As conflict ravages South Sudan, the nation’s children are bearing the brunt of the crisis: separated from their families, hungry and malnourished, not in school, and at risk of abuse and exploitation.
Michael Arunga, World Vision emergency communications advisor for Africa, looks back at the brief history of South Sudan and reflects on how this new nation came to its current situation.
The ghosts that struck Kenya after the 2007 elections are back. This time, they’ve swarmed the world’s newest nation of South Sudan. Worst hit are children. Reports indicate that more than half of the 1.1 million people displaced in-country, and another 386,800 who fled as refugees, are children!
The prognosis of South Sudan is a replica of what transpired in Kenya: killings, sexual violations, burned houses, plundering, refugee camps, and child-led households.
As a Kenyan, I felt the excitement as the world’s newest nation was born. Then, the entire country had erupted into loud ululations, dance, and songs. I joined in.
Today, everything has changed. I spent three weeks in South Sudan, covering the current crisis. I focused on Malakal, which has borne the brunt of this conflict.
Malakal is not the same place. It has been run down. What used to be a vibrant market is no more, as it was set ablaze. There is no one in that vicinity. Relief agencies, including our own World Vision, have faced looting and other difficulties.
One day in Malakal town, I witnessed Red Cross personnel loading corpses in polythene bags onto a truck. These were people killed during the conflict, their bodies left uncollected in homes. They were later buried in mass graves, without decent burials or relatives.
All over the town are military uniforms, boots, and suitcases that were either abandoned by those who fled or were killed. A swarm of vultures constantly hovers in the sky.
About 18,703 of those who fled are now hosted within the Malakal United Nations Mission in Sudan’s (UNMISS) compound (and almost 97,000 in UNMISS compounds across the country). People can be seen trekking along main roads, carrying luggage as they head to the camps. In these places, life is difficult. The living conditions are horrible.
Humanitarian agencies, including World Vision, are striving to reach out with relief rations, but the need outstrips supply. Desperate women and children are crying out for support.
Within the UNMISS camp, most areas of the Protection of Civilians (POC) area has a repugnant, choking smell: since the displaced people moved in, many of the latrines have filled up and are overflowing with human waste, risking a possible outbreak of killer diseases like cholera.
To stem off possible starvation, World Vision in conjunction with the World Food Program has distributed many tons of food to displaced people in Malakal and other sites.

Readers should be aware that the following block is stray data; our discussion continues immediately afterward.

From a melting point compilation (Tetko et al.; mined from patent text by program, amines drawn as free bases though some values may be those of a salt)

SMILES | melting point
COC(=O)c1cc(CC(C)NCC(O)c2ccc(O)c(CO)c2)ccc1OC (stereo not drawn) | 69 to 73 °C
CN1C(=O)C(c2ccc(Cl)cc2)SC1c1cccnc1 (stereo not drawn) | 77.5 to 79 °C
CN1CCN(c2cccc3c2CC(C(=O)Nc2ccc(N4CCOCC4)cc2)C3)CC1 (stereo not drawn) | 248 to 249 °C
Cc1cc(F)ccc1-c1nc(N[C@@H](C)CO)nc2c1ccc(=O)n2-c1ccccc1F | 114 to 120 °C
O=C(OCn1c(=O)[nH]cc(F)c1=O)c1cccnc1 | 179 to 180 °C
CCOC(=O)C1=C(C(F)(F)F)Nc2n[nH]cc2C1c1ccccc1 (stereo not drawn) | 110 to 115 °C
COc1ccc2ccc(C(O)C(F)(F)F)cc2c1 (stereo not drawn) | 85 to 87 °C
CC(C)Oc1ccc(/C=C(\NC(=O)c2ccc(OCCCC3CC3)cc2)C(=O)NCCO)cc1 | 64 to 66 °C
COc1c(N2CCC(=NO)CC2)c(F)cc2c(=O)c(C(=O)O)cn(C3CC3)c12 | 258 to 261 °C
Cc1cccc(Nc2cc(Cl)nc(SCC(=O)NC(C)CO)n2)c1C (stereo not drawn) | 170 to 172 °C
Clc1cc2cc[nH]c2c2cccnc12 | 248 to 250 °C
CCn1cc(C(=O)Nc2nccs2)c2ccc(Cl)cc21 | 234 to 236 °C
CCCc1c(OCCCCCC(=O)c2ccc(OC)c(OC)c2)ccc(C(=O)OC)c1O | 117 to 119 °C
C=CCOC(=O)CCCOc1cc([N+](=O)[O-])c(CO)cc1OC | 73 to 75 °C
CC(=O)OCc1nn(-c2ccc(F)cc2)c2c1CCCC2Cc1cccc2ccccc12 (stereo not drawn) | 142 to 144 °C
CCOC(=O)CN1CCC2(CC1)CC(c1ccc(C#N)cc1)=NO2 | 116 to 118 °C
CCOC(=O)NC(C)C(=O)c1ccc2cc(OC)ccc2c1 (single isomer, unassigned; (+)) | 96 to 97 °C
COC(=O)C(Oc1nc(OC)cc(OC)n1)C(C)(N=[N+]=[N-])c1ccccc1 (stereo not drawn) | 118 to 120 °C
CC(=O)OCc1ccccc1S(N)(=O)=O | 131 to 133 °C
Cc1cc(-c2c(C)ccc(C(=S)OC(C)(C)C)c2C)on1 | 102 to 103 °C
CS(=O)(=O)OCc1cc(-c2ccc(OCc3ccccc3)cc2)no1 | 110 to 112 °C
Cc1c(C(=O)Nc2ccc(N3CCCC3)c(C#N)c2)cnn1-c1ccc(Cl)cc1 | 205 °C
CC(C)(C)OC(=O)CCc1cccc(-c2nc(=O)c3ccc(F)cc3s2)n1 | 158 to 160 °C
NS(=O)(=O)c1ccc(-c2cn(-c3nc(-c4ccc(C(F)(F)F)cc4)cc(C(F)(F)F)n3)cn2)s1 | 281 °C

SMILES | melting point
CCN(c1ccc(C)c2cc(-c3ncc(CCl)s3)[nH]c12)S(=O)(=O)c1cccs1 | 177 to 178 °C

I also proudly witnessed a World Vision distribution of items like blankets, sleeping mats, cooking sets, mosquito nets, water containers, plastic buckets, toothbrushes, toothpastes, soap, sanitary pads, cleaning towels, combs, and plastic bags. World Vision living its core value of being responsive!
All displaced people that I talked to are unanimous: they desire a peaceful South Sudan. Hardest hit are children; some are orphaned. Many roam the streets of the camp with a deep sense of loneliness. They have not adjusted to fending for themselves.
Most children were exposed to the ruthlessness of the conflict. They have suddenly been hauled into a rough new life. As many families line up to secure food at distribution sites, I saw a number of children alone.
The children within Malakal’s camp radiate with innocence. Two years ago, most of them were infants when their new nation reverberated with the joy of independence.
Unfortunately, the story is different now. Tension has gripped the nation, and many South Sudanese children are wondering when the situation will return to normal. They all know people killed during the conflict.
The children we spoke to are united in one appeal: their young nation urgently needs peace.
Fifteen-year old William Majuok is not happy. He has a fresh scar on his face, a stark reminder of the recent conflict.
“A stone hit my face. War is a very bad thing. It separated my family. We do not know where some members are, as they are not here at the displaced people camp with us,” he says.
William, who is in grade 5, said, “My family is now here within the displaced people camp, without water, food, and other essential requirements.”
Thirteen-year old Sunday Ukwich, in grade 6, is also bitter with the recent conflict. She cannot believe that life can change so drastically, within such a short period.
“It is good for children to go to school, as this is their future. Unfortunately, education here is not the major priority. Organizations such as World Vision are helping us with food, but we are all still in urgent need for more food, clean water, health facilities, and peace,” she says.
She describes the conflict as the worst experience of her life and says it has destabilized her family, and appeals to all warring factions to remember the children of South Sudan.
The conflict has led to a major humanitarian crisis across South Sudan, many of those affected being women and children. Humanitarian agencies are trying to alleviate the human suffering, but still require more than $1 billion to effectively respond to this crisis. The world must pay attention if South Sudan is to be saved.
Help World Vision alleviate the suffering of of children in South Sudan with much needed food and nutrition, water and sanitation, and other relief. Give to our South Sudan Disaster Relief Fund today.